Companies use DRM to prevent you from using the book you've purchased. Even though you've paid for a DRM-ed ebook, you're only allowed to do things that the publisher allows you to do. Publishers use DRM to treat their customers like criminals.

With most DRM schemes, you can't print the ebooks you've bought. You're normally only allowed to load the book onto one computer. Tough luck if you want to have a backup copy on your laptop when you're travelling. Forget about putting a copy on your cell phone. And if that first device that has the ebook ever dies, you've lost that book and often have to go buy it again.

To top it off, most companies charge more for ebooks than mass-market paperbacks. It's as if publishers want ebooks to fail.

I believe in the future of ebooks. MP3 downloads are replacing CDs because they're cheaper and more convenient. With the growth of cheap netbooks and cell phones, ebooks will soon become a major part of the publishing industry.

I want my readers to be able to use their ebooks in ways that are convenient for them. My belief is that if readers have good experiences, enjoy my books, and find them easy to use, they'll buy more books. Allowing people to read, backup, print, and convert to different formats is a way of being fair to readers. And hopefully readers will tell their friends about my books.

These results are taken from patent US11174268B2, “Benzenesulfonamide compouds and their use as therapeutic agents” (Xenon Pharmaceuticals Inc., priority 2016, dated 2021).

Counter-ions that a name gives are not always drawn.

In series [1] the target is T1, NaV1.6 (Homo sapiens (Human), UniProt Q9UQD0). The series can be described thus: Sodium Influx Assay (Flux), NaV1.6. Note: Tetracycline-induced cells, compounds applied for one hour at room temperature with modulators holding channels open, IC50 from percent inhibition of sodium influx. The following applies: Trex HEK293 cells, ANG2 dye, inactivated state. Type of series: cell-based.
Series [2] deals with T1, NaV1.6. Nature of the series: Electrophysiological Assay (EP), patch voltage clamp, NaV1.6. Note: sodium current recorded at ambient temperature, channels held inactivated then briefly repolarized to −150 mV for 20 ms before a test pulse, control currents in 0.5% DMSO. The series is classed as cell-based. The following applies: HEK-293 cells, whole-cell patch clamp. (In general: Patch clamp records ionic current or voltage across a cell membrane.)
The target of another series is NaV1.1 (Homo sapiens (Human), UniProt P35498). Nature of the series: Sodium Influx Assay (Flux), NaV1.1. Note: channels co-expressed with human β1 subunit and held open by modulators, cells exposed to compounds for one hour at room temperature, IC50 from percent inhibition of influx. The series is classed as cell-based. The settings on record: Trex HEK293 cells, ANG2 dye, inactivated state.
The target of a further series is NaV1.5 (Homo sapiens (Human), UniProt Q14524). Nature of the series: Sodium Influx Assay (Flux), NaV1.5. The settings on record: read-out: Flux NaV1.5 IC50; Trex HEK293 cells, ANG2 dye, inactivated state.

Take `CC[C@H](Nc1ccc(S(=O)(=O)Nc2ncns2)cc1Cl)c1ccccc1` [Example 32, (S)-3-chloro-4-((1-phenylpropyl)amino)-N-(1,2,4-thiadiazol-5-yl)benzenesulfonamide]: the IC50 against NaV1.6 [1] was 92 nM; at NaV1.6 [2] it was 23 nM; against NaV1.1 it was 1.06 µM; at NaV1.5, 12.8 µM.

And yes, without DRM, I am aware that some "sharing" with friends will happen. I'm actually kind of cool with that. Here's why: I learned about most of my favorite authors by borrowing books from libraries or friends. I buy a lot of books at used book sales. I know that word of mouth matters.

So, if you get a copy of one of my books from one of your friends and you enjoy the book, I'd ask you to show your support. You can buy one of my other books. Or you can throw some spare change into the Tip Jar -- send what you feel is fair, whether it's a quarter, 50 cents, or a dollar or two. Just go to and "Send Money" to Be sure to tell me what you thought of my stories, too.

Bill's Rant: Self-Publishing and Ebooks

I honestly believe we've finally reached the time when ebooks and self-publishing will go mainstream.